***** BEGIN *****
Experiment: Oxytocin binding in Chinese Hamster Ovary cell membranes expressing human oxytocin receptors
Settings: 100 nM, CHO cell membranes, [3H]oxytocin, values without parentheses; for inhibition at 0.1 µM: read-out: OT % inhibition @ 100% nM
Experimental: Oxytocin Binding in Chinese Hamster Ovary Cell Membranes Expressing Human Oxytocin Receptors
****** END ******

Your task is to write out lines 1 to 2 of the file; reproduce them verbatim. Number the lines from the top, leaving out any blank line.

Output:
Experiment: Oxytocin binding in Chinese Hamster Ovary cell membranes expressing human oxytocin receptors
Settings: 100 nM, CHO cell membranes, [3H]oxytocin, values without parentheses; for inhibition at 0.1 µM: read-out: OT % inhibition @ 100% nM